Karol Rocha – Cenarium Magazine
MANAUS – This Monday, 29th, is celebrated the National Day of the Jaguar, the largest feline in the Americas and one of the biggest symbols of the Amazon. The predator animal, carnivore, of robust size, known for its agility and strength is at the top of the food chain and, for its own survival, it needs large preserved forest areas and the help of specialists as in the case of the creation of an application to monitor and prevent the disappearance of these populations.
Besides highlighting the importance of the queen of the forests for the ecosystem, the date reaffirms the need for protection of the species not only by organizations, specialists and researchers in biology, but by the society as a whole.
“On this day we can, besides remembering the species, disclose accurate information about its condition in each biome of our country, as an example, the jaguar is extinct in the Pampas of Rio Grande do Sul and is under a lot of pressure in the Caatinga”, said Rogério Fonseca, PhD in Ecology, Wildlife Conservation and Management and professor at the Department of Forest Sciences of the School of Agricultural Sciences.
He also coordinates the Laboratory of Fauna and Forest Interactions at the Federal University of Amazonas (Ufam). In Brazil, the jaguar is found in the Amazon forest and the Atlantic Forest and in open environments such as the Pantanal and the Cerrado. According to Rogério Fonseca, the illegal trafficking of the jaguar exists and is organized, they use air and sea routes and China is the main destination. “For they use parts of these animals as ornaments and even as an item of traditional Chinese medicine”.
Jaguars draw attention for their beauty, cunning and are the guarantee of ecological balance in the food chain. “Today most lay people already know that where there is a jaguar, there is a differentiated environmental quality. We roughly say that the jaguar is a bioindicator species and, when we monitor it, it is with the intention of conserving the species. It also becomes an umbrella species, because it protects all the others around it”, further emphasized the expert.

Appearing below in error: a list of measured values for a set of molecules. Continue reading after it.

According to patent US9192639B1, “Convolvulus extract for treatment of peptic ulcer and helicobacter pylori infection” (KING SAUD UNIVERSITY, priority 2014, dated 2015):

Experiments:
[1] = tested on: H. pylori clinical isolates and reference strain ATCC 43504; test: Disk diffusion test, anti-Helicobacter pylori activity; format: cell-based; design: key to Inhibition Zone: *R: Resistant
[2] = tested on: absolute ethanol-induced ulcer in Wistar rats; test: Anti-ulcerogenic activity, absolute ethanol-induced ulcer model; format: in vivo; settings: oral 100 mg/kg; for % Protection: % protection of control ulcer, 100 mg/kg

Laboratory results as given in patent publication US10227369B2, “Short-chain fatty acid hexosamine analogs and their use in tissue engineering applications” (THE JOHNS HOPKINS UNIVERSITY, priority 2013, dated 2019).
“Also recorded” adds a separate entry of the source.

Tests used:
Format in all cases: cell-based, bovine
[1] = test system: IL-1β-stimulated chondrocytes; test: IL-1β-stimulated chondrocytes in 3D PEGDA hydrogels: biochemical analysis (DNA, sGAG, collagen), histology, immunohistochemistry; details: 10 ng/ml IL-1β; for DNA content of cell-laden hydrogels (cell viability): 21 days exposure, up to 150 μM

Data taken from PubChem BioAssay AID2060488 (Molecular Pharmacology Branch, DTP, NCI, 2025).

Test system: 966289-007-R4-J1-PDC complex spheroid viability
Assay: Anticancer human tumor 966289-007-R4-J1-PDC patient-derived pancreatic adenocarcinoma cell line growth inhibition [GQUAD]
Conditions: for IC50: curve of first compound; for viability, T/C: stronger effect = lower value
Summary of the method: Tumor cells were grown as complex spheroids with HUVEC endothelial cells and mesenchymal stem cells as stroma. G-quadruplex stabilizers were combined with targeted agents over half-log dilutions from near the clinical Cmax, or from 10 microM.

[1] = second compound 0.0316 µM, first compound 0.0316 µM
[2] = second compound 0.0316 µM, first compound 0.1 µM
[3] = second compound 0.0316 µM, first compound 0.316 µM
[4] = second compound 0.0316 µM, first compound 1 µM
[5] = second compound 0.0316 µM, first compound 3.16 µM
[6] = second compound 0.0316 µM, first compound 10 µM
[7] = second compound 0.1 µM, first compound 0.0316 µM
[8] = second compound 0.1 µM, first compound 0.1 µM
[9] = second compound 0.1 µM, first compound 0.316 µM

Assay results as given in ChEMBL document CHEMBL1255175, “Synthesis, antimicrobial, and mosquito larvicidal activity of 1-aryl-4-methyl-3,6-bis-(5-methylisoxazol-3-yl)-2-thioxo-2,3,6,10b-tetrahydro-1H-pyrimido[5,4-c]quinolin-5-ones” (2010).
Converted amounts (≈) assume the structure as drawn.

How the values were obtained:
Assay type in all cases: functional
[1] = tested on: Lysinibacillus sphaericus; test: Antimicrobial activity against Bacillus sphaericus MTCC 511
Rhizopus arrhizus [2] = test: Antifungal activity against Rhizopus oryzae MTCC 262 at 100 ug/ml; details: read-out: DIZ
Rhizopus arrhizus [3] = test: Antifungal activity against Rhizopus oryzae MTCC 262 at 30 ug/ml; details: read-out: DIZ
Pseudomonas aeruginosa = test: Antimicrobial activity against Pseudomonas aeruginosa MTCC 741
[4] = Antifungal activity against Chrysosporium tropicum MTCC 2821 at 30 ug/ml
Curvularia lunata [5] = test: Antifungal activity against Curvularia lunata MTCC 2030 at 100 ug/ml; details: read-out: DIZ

Application to monitor disappearance
This week, the Press Observatory of Jaguar Sightings and Attacks at Ufam re-edited and included new functions in the app created by a group of researchers to help prevent the disappearance of jaguars in Brazil. The embryo of the smartphone app is from 2015, but it was in 2016 that it left the programming to enter the virtual stores. Today, it has updates and it is possible to register occurrences of sightings or attacks of wild carnivores and signal the competent authorities of cases of conflict.
“It is possible for the individual to make records of occurrences with felines and even other animals. For example, a footprint that could be a jaguar’s, the user registers it and sends it to our specialists who verify if it is or is not a jaguar footprint. If it is, this record is stored and distributed to the MMA/ICMBIO/CENAP, which are the command and control agencies of federal environmental management that hold information about jaguars”, he said, commenting that the OIAA JAGuar/UFAM receives records from all over Brazil and other countries in the Americas. The application ‘OIAA ONÇA’ is compatible with Android smartphones and is available for download on Google Play.
Seminar discusses jaguar extinction
Among the schedule for the National Jaguar Day is the webinar ‘Unveiling the jaguar: the risk of extinction and compensation for environmental services. Where does the biologist fit into this?’. The lecture will be given by biologist Rogério Fonseca, with mediation by biologist Marcelo Garcia and will be broadcasted on the YouTube page of the Federal Council of Biology. The webinar will be on Monday, 29, at 7pm (Manaus time).